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As the Pacific Ocean becomes more acidic, Dungeness crabs, which live in coastal areas, are seeing their shells eaten away, according to a new study commissioned by the National Oceanic and Atmospheric Administration (NOAA).
EcoWatch Daily Newsletter
Ocean waters off the coast of California are acidifying twice as fast as the rest of the world's oceans, new research shows.
By Adrienne Alvord
This week Oregon stands on the cusp of approving historic cap-and-invest legislation, HB 2020, that experts have said will help grow the Oregon economy. After three years of legislative consideration, numerous studies, hearings, public meetings and debate, the Oregon House approved the legislation decisively (36-22) on June 18th, and the bill moved to the Senate Floor, where a vote was expected on June 20th.
Scientific organizations from Commonwealth nations around the world have come together for the first time to urge governments to act on climate change.
The "Consensus Statement on Climate Change"—issued Monday ahead of next month's Commonwealth Heads of Government Meeting in the United Kingdom—is an unprecedented plea signed by the heads of 22 national academies and scientific societies that represent tens of thousands of scientists in Australia, India, Canada, New Zealand, Bangladesh, South Africa, the UK, Pakistan and more.
The recent documentary, Sea of Life, exposes key threats to the oceans, and calls for action.
Sea of Life follows filmmaker Julia Barnes on a three year adventure, spanning seven countries, to save coral reefs.
Although they cover less than 1 percent of the sea floor coral reefs support up to 30 percent of all species in the ocean at some stage in their life cycles. Often referred to as the rainforests of the ocean, coral reefs are one of the most biologically diverse ecosystems on the planet. They're also an indicator for the future of the oceans and all life on Earth.
As ocean waters warm and acidify, corals across the globe are disappearing. Desperate to prevent the demise of these vital ecosystems, researchers have developed ways to "garden" corals, buying the oceans some much-needed time. University of Miami Rosenstiel School marine biologist Diego Lirman sat down with Josh Chamot of Nexus Media to describe the process and explain what's at stake. This interview has been edited for length and clarity.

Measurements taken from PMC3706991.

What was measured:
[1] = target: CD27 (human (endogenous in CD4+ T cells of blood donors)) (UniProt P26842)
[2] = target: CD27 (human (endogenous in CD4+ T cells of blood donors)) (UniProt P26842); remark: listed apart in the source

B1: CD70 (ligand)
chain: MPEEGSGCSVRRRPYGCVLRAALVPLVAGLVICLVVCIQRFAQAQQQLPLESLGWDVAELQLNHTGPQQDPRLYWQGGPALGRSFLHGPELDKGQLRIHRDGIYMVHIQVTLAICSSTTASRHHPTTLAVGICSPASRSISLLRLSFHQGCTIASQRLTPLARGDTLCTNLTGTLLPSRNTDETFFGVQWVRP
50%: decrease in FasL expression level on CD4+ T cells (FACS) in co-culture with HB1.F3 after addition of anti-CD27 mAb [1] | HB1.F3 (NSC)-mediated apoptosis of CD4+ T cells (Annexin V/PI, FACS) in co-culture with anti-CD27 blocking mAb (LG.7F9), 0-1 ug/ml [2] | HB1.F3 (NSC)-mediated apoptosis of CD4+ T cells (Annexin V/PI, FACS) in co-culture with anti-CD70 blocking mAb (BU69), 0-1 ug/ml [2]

By Tim Radford
Geoengineering, the deliberate alteration of the planet to undo its inadvertent alteration by humans over the past 200 years, is back on the scientific agenda, with a climate compromise suggested as a possible solution.
One group wants to turn down the global thermostat and reverse the global warming trend set in train by greenhouse gases released by fossil fuel combustion, by thinning the almost invisible cirrus clouds that trap radiation and keep the planet warm.
By Marlene Cimons
They strengthen the corals' foundation by growing over and between gaps in coral reefs, essentially gluing sections of coral together. They provide a surface for baby corals to settle, and serve as food for marine life, including sea urchins, parrot fish and mollusks.
Norwegian businessman Kjell Inge Røkke is not someone usually admired for environmental stewardship. Described by Forbes as a "ruthless corporate raider," Røkke made his billions as the majority stakeholder in shipping and offshore drilling conglomerate, Aker.
Yes, Houston, we have a problem: Our oceans are dying.
As the brilliant futurist Buckminster Fuller used to point out, our Spaceship Earth is hurtling through space at a great speed.